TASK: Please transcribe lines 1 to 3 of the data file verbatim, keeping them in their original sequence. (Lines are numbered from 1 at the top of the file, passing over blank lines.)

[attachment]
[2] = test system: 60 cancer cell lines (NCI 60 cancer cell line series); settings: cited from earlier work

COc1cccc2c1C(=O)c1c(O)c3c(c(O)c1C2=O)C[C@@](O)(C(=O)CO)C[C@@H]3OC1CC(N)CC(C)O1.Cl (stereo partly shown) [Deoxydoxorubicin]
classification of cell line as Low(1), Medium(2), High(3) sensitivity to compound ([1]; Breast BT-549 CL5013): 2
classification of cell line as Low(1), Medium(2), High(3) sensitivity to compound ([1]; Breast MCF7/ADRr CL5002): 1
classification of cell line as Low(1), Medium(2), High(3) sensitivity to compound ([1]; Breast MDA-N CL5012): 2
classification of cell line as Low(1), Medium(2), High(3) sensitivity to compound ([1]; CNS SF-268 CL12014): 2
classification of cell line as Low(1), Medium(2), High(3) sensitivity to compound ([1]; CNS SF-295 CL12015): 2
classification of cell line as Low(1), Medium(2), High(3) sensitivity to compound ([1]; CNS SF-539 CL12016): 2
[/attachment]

[2] = test system: 60 cancer cell lines (NCI 60 cancer cell line series); settings: cited from earlier work

COc1cccc2c1C(=O)c1c(O)c3c(c(O)c1C2=O)C[C@@](O)(C(=O)CO)C[C@@H]3OC1CC(N)CC(C)O1.Cl (stereo partly shown) [Deoxydoxorubicin]
classification of cell line as Low(1), Medium(2), High(3) sensitivity to compound ([1]; Breast BT-549 CL5013): 2